Unleashing what they hope will be a powerful economic argument on the eve of a key public hearing, backers of the vast Playa Vista development near Marina del Rey contend that the project will create up to 137,000 jobs and pump nearly $13 billion into the local economy in the next 10 years.
A report to be released today also makes public for the first time an estimate of what it will cost to build the residential, office, retail and hotel project: $7 billion. When completed, it will generate $39 million per year in tax revenue for Los Angeles and $30 million more for Los Angeles County, the report says.
"If (initial) approvals are received this fall, and if the plan is built as proposed, Playa Vista can jump-start the local economy as early as next year," predicted the report's author, Jack Rodman, managing partner with Kenneth Leventhal & Co. The accounting firm was hired by the project's developer, Maguire Thomas Partners, to prepare the report.
Maguire Thomas executives will use the findings to combat critics poised to oppose the plans for the initial phase on Thursday before the Los Angeles Planning Commission.
After years of planning and environmental studies, the hearing will be the first public showdown between the developers and opponents eager to scale back or kill the project.
If the Planning Commission approves the plans, opponents are expected to appeal to the City Council. A final decision on the project is likely in the next few months, and Maguire Thomas officials say they hope to begin construction in about a year.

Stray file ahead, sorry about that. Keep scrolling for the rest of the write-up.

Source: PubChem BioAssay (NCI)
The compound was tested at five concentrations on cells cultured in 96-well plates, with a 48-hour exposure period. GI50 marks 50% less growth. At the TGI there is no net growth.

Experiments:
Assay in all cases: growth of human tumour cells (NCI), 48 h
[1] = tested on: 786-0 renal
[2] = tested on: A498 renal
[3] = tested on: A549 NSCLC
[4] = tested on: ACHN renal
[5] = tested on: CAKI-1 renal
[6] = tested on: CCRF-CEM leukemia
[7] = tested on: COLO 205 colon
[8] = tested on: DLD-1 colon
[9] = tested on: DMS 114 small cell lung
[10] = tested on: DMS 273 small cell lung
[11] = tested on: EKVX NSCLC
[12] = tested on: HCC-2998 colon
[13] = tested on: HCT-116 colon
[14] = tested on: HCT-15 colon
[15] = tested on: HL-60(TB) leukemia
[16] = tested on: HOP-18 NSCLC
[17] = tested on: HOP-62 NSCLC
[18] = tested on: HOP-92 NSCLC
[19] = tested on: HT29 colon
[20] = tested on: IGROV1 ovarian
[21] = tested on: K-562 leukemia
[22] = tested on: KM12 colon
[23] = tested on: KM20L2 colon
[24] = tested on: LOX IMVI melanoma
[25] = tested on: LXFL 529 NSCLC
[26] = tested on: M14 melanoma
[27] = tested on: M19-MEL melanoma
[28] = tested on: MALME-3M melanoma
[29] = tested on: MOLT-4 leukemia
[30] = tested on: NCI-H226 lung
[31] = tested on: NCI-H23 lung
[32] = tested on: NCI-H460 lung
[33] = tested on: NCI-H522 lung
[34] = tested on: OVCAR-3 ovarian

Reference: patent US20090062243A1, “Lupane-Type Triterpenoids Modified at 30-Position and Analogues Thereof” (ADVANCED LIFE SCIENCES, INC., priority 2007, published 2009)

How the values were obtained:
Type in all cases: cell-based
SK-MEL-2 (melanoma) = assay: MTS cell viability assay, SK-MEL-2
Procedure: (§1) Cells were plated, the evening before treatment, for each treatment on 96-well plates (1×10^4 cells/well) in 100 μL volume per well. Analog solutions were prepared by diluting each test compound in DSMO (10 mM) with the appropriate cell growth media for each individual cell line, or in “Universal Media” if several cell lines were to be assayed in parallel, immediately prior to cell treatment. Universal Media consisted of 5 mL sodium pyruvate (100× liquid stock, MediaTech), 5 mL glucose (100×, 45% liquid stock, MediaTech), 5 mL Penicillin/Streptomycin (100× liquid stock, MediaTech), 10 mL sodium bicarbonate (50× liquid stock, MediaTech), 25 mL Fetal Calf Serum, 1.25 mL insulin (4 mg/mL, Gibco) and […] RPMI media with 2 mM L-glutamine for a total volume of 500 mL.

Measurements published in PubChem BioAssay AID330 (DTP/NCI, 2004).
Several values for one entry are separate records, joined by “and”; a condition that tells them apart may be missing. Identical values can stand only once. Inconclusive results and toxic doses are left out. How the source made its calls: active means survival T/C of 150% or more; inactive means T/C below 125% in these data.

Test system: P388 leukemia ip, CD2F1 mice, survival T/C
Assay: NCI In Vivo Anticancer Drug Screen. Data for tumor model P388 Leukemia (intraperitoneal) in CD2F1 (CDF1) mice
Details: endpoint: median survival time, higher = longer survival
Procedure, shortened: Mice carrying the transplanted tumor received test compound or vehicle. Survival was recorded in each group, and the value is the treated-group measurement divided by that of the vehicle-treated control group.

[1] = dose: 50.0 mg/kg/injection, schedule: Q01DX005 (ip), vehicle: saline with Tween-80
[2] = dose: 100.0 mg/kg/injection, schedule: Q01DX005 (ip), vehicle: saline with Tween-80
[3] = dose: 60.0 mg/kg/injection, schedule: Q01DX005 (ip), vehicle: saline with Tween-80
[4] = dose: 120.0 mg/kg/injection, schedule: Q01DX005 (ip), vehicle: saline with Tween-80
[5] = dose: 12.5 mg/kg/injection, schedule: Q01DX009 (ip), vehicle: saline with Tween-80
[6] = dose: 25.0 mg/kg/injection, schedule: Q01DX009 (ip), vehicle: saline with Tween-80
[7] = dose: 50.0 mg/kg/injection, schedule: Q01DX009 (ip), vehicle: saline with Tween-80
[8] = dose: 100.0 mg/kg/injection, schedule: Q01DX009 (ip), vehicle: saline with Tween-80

Councilwoman Ruth Galanter and state Sen. Tom Hayden (D-Santa Monica) have filed formal appeals of a city advisory agency's recent decision to approve the first stage.
Hayden is opposed to the project on the grounds that it will worsen traffic and air quality in the busy corridor between Los Angeles International Airport and Santa Monica. Galanter, whose council district includes the Playa Vista property, has taken a different approach, pressing for changes to ease the project's impact on the surrounding area.
The project's first stage--which amounts to about a quarter of the entire development--would involve construction of 3,246 residential units, 1.25 million square feet of office space, 35,000 square feet of retail space and 300 hotel rooms.
Ultimately, plans call for Playa Vista to be home to 28,625 residents and a workplace for 20,000 people. The 1,000-acre site stretches from the San Diego Freeway nearly to the ocean.
According to the report, a copy of which was obtained by The Times, 137,000 jobs would be generated, including on-site jobs and those created among manufacturers, suppliers and service providers. The report estimates that 34,000 jobs would be created during the project's first phase, from 1994 to 1997. The report defines a job as full-time employment for one year.
"This is great news for the construction industry," said Jim Wood, executive officer of the Los Angeles Federation of Labor. Wood was among a small group of civic, business and labor leaders who received an early glimpse of the report by the developer.
Although Playa Vista has won support from many civic, labor and business groups for its innovative design and economic benefits, it also has powerful critics, chief among them Hayden and Galanter.
Besides environmental concerns, Hayden has questioned the wisdom of developing "another enclave for the affluent" in Los Angeles at a time when he insists little has been done to improve the inner city in the wake of last year's riots.
"The developer likes to say that this is the alternative to suburban sprawl," he said in a recent interview, "but to me it looks more like a suburban enclave on the outer edge of the city."